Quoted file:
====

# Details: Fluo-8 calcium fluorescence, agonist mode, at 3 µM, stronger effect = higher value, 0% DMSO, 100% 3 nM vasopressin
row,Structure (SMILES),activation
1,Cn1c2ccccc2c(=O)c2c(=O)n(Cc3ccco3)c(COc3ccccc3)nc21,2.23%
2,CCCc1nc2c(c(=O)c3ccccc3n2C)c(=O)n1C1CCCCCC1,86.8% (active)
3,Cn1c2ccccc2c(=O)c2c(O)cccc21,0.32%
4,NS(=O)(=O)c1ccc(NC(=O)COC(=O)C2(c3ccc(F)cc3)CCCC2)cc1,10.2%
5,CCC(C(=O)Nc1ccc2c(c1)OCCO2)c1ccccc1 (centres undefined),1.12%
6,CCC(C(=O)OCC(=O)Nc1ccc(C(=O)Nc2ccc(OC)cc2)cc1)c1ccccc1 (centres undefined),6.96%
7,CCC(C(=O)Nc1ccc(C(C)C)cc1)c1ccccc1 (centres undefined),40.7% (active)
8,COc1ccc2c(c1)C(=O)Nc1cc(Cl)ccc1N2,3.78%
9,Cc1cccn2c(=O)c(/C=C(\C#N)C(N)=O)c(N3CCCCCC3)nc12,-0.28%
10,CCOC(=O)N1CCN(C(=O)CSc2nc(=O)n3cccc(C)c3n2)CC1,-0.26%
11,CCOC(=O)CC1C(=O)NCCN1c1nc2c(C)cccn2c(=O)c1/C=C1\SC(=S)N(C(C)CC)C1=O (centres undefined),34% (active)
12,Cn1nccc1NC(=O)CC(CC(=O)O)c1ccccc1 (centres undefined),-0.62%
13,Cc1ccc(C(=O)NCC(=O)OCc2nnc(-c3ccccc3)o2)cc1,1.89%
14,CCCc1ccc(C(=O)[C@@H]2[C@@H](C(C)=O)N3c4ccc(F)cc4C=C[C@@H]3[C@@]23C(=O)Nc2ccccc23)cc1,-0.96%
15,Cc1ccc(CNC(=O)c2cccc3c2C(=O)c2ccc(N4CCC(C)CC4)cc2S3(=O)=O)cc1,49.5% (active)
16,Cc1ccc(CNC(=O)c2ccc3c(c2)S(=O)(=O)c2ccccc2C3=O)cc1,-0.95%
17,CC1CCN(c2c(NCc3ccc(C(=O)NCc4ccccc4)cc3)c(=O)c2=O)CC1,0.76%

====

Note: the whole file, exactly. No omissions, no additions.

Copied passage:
# Details: Fluo-8 calcium fluorescence, agonist mode, at 3 µM, stronger effect = higher value, 0% DMSO, 100% 3 nM vasopressin
row,Structure (SMILES),activation
1,Cn1c2ccccc2c(=O)c2c(=O)n(Cc3ccco3)c(COc3ccccc3)nc21,2.23%
2,CCCc1nc2c(c(=O)c3ccccc3n2C)c(=O)n1C1CCCCCC1,86.8% (active)
3,Cn1c2ccccc2c(=O)c2c(O)cccc21,0.32%
4,NS(=O)(=O)c1ccc(NC(=O)COC(=O)C2(c3ccc(F)cc3)CCCC2)cc1,10.2%
5,CCC(C(=O)Nc1ccc2c(c1)OCCO2)c1ccccc1 (centres undefined),1.12%
6,CCC(C(=O)OCC(=O)Nc1ccc(C(=O)Nc2ccc(OC)cc2)cc1)c1ccccc1 (centres undefined),6.96%
7,CCC(C(=O)Nc1ccc(C(C)C)cc1)c1ccccc1 (centres undefined),40.7% (active)
8,COc1ccc2c(c1)C(=O)Nc1cc(Cl)ccc1N2,3.78%
9,Cc1cccn2c(=O)c(/C=C(\C#N)C(N)=O)c(N3CCCCCC3)nc12,-0.28%
10,CCOC(=O)N1CCN(C(=O)CSc2nc(=O)n3cccc(C)c3n2)CC1,-0.26%
11,CCOC(=O)CC1C(=O)NCCN1c1nc2c(C)cccn2c(=O)c1/C=C1\SC(=S)N(C(C)CC)C1=O (centres undefined),34% (active)
12,Cn1nccc1NC(=O)CC(CC(=O)O)c1ccccc1 (centres undefined),-0.62%
13,Cc1ccc(C(=O)NCC(=O)OCc2nnc(-c3ccccc3)o2)cc1,1.89%
14,CCCc1ccc(C(=O)[C@@H]2[C@@H](C(C)=O)N3c4ccc(F)cc4C=C[C@@H]3[C@@]23C(=O)Nc2ccccc23)cc1,-0.96%
15,Cc1ccc(CNC(=O)c2cccc3c2C(=O)c2ccc(N4CCC(C)CC4)cc2S3(=O)=O)cc1,49.5% (active)
16,Cc1ccc(CNC(=O)c2ccc3c(c2)S(=O)(=O)c2ccccc2C3=O)cc1,-0.95%
17,CC1CCN(c2c(NCc3ccc(C(=O)NCc4ccccc4)cc3)c(=O)c2=O)CC1,0.76%